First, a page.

Sunday, June 12, 2005


UP FRONT News June 12, 2005
Published by Tom Weiss
Editorial Advisor: Willard Whittingham

“The paper that can’t be bought and can’t be sold.”

My first contact with The Village Voice took place in late 1977 or early 1978 when, in the possession of documents that proved that budget cuts were directly responsible for the deaths of several patients at City-operated Queens Hospital Center – where I was employed as a social worker and where I was an elected member of the Community Advisory Board and Chairman of the Board’s Patient Care Committee – I had concluded that the N.Y.C. Heath and Hospitals Corporation cover-up had gone far enough. That cover-up of patient care disasters that also involved systematic abuse of patients on the hospital’s inpatient psychiatric unit – a “Cuckoo’s Nest of racist abuse of mostly black patients by a mostly white staff – also included suspending me from my job, running me through a Soviet-style psychiatric gulag, and throwing me in jail.

Under the evidently naïve assumption that the purportedly progressive Village Voice would go after a story like this, I called the paper and was immediately given an appointment with then voice reporter Michael Daly – who has long since been liberated from that stifling, phony weekly and works at the much more honest New York Daily News. Mr. Daley and I met at his voice office for at least an hour, with him taking all the relevant documents and asking me lots of questions. We agreed to meet again, but set up no specific appointment.

When I called perhaps a week or two later, I learned that Daly had left the paper and that one Wayne Barrett had been assigned to follow the story. Barrett immediately gave me an appointment and we spent about two hours talking in his office. He was most friendly, evincing apparently sincere interest, and, following the interview, gave me a ride part way to my home, a loft on Duane Street in what is now Tribeca. When several follow-up calls from me went unanswered, I stopped in at his office about two weeks later to be “greeted” by Barrett, who immediately became verbally abusive, very, very loud, and threw me out of his office with insults, making suggestions about my mental health that sounded suspiciously like those being leveled at me by the folks responsible for the de facto Genocide going on in the City’s hospitals.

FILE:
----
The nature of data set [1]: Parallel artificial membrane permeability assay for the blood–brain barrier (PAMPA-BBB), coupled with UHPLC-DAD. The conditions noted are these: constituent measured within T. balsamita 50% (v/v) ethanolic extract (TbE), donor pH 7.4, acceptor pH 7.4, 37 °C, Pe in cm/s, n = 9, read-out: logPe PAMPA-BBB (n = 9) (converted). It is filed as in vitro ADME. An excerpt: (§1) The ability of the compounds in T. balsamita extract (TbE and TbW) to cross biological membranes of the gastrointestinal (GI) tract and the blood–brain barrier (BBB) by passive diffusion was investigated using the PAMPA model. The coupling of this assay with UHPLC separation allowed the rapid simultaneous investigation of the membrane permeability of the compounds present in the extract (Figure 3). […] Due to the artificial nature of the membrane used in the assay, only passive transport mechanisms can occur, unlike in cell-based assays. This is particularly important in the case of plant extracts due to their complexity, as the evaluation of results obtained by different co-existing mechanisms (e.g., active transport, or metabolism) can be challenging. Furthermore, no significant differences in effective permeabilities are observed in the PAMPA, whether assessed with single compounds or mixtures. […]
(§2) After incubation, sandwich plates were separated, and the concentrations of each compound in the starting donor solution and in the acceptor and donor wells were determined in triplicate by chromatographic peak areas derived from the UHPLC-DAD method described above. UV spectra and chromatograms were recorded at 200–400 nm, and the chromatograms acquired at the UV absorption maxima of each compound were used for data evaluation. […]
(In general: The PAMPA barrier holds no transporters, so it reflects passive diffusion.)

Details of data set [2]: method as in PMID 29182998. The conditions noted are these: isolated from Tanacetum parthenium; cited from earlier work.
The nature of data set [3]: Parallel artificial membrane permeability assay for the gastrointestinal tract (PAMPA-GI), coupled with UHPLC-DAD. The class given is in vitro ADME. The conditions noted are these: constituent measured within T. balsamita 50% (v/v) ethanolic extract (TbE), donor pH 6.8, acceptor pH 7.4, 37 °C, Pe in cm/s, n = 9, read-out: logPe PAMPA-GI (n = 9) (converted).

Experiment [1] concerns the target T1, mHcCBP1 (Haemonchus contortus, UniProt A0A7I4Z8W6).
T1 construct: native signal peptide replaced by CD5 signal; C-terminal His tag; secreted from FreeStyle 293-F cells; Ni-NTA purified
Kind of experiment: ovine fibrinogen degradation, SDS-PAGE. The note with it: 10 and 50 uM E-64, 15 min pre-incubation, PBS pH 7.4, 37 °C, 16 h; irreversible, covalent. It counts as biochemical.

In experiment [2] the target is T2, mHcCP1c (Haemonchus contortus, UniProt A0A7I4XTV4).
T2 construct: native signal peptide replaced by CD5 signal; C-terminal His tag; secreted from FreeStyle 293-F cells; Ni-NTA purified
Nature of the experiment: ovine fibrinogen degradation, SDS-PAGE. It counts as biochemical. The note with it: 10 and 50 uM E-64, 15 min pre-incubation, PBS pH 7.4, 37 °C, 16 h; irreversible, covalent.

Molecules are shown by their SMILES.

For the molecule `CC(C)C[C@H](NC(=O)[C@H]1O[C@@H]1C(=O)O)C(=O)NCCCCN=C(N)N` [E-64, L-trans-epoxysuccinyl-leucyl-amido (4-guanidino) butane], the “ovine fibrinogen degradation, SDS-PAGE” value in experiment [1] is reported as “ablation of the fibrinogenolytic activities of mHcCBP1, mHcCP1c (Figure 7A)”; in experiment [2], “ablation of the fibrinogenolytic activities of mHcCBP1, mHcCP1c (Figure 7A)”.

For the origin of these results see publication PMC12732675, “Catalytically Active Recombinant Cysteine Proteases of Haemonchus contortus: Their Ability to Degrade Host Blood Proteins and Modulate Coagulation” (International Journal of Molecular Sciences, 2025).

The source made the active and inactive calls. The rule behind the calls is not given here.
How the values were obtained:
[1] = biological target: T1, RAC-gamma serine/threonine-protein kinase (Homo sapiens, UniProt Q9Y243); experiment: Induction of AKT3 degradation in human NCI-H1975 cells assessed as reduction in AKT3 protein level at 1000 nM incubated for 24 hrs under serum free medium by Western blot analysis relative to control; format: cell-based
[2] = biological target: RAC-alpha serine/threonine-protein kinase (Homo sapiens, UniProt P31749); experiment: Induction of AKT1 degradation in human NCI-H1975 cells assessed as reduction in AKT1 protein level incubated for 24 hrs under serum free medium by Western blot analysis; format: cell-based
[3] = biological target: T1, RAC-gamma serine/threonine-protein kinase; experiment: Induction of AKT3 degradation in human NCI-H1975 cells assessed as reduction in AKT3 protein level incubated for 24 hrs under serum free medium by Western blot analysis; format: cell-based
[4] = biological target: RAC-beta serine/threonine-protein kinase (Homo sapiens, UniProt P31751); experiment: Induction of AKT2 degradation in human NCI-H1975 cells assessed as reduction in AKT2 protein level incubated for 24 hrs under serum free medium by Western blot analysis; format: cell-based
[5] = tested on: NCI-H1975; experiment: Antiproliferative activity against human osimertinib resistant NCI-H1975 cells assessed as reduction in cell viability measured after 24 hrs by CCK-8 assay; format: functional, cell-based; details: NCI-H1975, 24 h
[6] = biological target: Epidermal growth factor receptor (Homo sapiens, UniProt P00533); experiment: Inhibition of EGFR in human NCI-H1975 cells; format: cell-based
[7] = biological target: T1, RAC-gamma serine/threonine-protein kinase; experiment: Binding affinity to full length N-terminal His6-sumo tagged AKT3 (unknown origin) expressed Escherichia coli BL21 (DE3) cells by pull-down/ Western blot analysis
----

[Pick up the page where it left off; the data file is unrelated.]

In any event, the story, which was, of course, killed by Barrett, was soon covered by, among much other media, The New York Times, the Daily News, and, most conspicuously and very thoroughly, by Newsday in its Queens Edition, with that paper placing me on its front page on March 1, 1978. Channel 11 News did a segment with me and articles were published in the Queens Tribune (which did an excellent job, that weekly being light years ahead of the weakly Voiceless when it comes to going after tough stories) and Our Town, among other media. Not at all surprisingly, the Voice’s right wing fraternal twin, the New York Post, also killed the Queens Hospital Center story, a matter involving nothing more serious than government executed political murder.

Over the years since, I’ve run into Barrett a number of times. Not at all surprisingly, he remembers me. And, also not at all surprisingly, this totally corrupt journalist has told me several times, that he will never mention my name in anything he writes. He also evidently lied when, following his acceptance of documents I left at the Voiceless about the Genocide in Tibet, he evidently failed to follow up on his promise, made during a telephone conversation with me that he would deliver the documents to Matthew Ridgeway, who covers international affairs for this pathetic excuse for a newspaper. I spoke to Ridgeway over the phone a few weeks after Barrett got my stuff, and he told me he never got anything from Barrett.

Wayne Barrett is under the impression that his umpteenth story about the fact that Governor George Pataki is corrupt constitutes some kind of investigative journalistic coup. The stunning news that Pataki is corrupt is about as shocking as the earthshaking report that George Steinbrenner is arrogant, or, for that matter, that Steinbrenner employee Alex Rodriguez is not eligible for Section 8 housing.

Except taking into account salary considerations, why competent reporters such as Sydney Schanberg, Nat Hentoff and Tom Robbins work for that paper, is beyond me. The Village Voice, once a tribune of solid investigative journalism, is descending into a netherworld with the paper now being of interest mainly to club-hoppers looking for hip experiences in Manhattan as well as rich folks looking for homes that millions of the rest of us could never afford. And, perhaps worst of all, now that the paper is free (after all, why would anyone pay for it?), all the Voiceless does is contribute to New York City’s litter problem.

The Voiceless is, indeed, the bottom of the Barrett.

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